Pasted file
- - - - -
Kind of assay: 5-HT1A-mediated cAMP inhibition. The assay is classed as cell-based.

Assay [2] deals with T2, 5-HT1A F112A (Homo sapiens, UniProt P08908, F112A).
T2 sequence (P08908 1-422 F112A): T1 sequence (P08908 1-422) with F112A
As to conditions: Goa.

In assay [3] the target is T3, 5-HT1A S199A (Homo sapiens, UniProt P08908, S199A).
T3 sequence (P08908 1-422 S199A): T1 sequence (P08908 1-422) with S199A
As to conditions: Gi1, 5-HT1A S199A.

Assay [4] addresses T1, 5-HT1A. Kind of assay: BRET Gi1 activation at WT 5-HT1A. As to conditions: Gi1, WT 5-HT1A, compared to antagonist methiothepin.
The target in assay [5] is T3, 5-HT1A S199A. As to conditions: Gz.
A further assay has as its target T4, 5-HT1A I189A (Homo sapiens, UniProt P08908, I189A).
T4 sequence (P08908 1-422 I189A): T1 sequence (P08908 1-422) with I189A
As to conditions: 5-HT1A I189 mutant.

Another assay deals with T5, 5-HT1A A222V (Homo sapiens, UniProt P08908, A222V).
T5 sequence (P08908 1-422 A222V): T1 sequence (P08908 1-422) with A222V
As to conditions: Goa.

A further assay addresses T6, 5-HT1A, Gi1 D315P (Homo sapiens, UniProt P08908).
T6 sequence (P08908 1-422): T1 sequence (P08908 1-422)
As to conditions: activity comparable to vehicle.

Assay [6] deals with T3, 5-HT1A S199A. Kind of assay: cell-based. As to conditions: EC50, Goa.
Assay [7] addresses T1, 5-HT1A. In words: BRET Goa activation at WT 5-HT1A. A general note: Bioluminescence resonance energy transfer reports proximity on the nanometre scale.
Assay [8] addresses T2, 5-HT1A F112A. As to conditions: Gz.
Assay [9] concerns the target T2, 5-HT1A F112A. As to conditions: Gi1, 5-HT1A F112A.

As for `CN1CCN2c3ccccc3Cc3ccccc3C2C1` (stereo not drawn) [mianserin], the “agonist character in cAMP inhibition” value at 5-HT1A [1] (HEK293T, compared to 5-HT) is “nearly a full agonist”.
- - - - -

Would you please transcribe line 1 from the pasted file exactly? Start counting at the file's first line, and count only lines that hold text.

Kind of assay: 5-HT1A-mediated cAMP inhibition. The assay is classed as cell-based.